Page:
And, as we testify from the Small Catechism, “For where there is forgiveness of sins, there is also life and salvation.” Without forgiveness, there is no life or salvation. Those who die without receiving this forgiveness will die in their sins. They will die eternally. They will be condemned forever in Hell.

      We heard an example of this with Pharoah. He refused to trust in God. Even after witnessing some amazing miracles (various plagues God sent upon the Egyptians and how God could quickly take them away), Pharoah refused to trust in God. He loved God’s creation. He loved having the Israelites as his slaves so he could make a name for himself among the nations. His trust was in the creation, rather than the Creator. His heart was hard. But we heard of a time when he seemed to be repentant. He begged for forgiveness. But once he got what he really wanted (the plague of locusts gone), then he returned to the hardness of heart. And so, Pharoah remained in his sin. Because his sin was counted against him, he was not counted by God as righteous. He was not forgiven. Jesus died for him, but he forfeited the gift of salvation. He would not trust in the true God.

      So much for universalism. As the Scriptures teach, it is impossible for those outside of faith in Christ to be saved.

      The condemnation endured the unrepentant and unbelievers causes God no joy. He does not delight in the death of the wicked, but that they turn from their sins and live (Ezekiel 18:23). Jesus, as the Lamb of God who takes away the sins of the world, earned forgiveness for all people. This does not mean universalism, but it does mean all people have the same opportunity to receive salvation—salvation through faith in Christ. When a person believes, he is accounted before God as righteous (Genesis 15:6).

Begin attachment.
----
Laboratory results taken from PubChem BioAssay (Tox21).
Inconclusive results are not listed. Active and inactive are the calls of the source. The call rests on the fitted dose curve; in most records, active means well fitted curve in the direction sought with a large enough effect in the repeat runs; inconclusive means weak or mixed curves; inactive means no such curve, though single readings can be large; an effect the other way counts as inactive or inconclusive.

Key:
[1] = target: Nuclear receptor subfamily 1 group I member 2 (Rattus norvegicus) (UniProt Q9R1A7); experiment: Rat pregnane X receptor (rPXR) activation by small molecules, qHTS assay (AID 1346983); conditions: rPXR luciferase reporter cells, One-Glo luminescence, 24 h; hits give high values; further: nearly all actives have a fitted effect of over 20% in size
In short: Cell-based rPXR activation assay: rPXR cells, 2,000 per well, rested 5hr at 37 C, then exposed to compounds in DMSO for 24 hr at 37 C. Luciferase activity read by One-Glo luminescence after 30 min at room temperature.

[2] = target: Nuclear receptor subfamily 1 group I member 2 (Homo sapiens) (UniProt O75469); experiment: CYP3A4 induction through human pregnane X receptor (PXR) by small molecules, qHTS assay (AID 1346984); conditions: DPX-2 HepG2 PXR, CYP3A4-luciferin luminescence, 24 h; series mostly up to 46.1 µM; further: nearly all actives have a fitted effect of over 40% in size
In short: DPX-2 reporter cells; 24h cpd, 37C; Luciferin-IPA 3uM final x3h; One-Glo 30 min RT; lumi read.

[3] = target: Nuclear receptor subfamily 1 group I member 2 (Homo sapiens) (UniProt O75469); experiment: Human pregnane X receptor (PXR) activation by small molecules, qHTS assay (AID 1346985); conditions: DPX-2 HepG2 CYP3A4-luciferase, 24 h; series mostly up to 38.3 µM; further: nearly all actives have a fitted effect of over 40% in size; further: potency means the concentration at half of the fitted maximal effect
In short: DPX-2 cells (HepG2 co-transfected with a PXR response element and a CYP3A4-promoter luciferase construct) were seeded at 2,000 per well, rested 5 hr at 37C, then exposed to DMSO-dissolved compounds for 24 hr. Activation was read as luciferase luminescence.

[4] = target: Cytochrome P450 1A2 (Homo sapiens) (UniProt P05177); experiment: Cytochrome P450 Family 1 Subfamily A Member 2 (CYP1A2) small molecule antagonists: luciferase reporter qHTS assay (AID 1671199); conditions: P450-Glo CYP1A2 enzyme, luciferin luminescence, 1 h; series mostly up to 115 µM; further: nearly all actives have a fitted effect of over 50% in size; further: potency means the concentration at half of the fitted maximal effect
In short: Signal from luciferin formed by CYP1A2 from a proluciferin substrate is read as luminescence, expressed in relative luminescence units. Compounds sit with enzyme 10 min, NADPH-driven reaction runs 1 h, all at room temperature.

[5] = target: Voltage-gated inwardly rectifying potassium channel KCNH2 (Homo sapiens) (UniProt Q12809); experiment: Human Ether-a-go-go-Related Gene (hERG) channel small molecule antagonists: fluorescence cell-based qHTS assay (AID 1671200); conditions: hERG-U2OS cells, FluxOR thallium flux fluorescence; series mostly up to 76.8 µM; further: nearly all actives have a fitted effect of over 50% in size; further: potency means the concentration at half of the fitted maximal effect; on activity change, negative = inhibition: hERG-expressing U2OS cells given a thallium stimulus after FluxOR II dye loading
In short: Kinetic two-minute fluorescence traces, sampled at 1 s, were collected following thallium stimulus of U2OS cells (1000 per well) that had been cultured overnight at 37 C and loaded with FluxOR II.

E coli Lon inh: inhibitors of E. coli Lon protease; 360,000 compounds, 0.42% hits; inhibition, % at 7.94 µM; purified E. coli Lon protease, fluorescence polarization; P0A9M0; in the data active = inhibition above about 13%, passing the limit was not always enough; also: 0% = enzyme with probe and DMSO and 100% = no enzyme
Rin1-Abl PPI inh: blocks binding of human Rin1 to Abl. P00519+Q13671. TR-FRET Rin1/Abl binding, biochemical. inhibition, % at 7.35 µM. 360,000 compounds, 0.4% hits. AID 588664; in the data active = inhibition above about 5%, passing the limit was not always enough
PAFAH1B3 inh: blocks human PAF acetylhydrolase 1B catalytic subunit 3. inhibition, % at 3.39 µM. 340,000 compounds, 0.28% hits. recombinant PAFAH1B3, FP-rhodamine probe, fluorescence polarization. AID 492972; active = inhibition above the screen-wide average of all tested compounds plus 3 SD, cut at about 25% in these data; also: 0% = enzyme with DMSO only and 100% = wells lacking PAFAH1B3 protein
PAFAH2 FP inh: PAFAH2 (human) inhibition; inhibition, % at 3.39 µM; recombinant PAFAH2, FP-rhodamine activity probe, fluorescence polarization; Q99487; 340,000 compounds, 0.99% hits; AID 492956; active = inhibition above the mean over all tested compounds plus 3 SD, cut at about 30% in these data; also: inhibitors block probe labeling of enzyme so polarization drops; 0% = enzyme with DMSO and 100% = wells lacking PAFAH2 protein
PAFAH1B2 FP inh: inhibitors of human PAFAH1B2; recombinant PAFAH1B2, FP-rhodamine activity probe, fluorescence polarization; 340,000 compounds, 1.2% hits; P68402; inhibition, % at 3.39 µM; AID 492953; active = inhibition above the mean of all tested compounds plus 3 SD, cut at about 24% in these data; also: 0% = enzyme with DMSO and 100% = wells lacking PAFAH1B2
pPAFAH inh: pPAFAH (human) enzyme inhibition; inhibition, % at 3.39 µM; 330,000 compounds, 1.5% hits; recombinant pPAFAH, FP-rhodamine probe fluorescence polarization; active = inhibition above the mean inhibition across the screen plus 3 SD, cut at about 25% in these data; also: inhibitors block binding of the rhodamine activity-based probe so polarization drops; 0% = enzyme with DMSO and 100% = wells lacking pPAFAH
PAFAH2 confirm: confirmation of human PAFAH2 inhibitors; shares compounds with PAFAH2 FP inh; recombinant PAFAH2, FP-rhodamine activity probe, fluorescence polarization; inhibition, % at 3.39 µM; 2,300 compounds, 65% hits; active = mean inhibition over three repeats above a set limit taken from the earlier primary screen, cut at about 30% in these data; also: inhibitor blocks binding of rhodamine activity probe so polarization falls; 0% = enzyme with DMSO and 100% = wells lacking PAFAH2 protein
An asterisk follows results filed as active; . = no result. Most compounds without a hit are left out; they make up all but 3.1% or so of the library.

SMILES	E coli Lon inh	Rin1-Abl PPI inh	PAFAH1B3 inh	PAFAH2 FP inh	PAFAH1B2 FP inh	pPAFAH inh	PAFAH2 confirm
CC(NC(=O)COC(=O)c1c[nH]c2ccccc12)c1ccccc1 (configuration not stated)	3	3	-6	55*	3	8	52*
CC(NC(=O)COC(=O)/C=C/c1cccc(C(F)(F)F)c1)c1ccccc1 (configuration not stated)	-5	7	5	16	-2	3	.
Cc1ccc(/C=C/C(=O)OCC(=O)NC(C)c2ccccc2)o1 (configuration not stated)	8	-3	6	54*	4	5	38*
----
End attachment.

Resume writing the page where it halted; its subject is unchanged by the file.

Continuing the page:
You see, only those who are righteous can go to Heaven. And no one can make himself righteous. That’s why we need Jesus. That’s why it was not possible for the cup to pass from Jesus. He had to go to the cross. He had to earn our forgiveness.

      Those who die forgiven in Christ will be counted righteous before God and will be received into eternal life and will be granted everlasting salvation.

      11. How do you know this?

      Answer: From the holy Gospel, from the words instituting the Sacrament, and by His body and blood given me as a pledge in the Sacrament.

      Last Advent, I encouraged you all to read the Gospel of Matthew. This Lententide, I have encouraged you to continue reading the Gospels (Mark and Luke) or the Epistles (currently Romans). This is such a wonderful thing to do. There’s no better way to spend our time, than to spend time in the Word—at home with our families in the Word and at our church home with our Christian family in the Word. Through this Word, the Holy Spirit is working faith in us—faith which believes in Jesus and His work—faith which trusts in Christ.

      That way, this confession becomes yours which you cling to and never let go: “He died for me and shed His blood for me on the cross for the forgiveness of sins.” When we go to the Lord’s Supper, we receive Christ’s forgiveness and we proclaim His death until He comes. It is His pledge in the Sacrament. He is faithful, and He will do it. Amen.

      The peace of God which passes all understanding keep your hearts and minds in Christ Jesus to life everlasting. Amen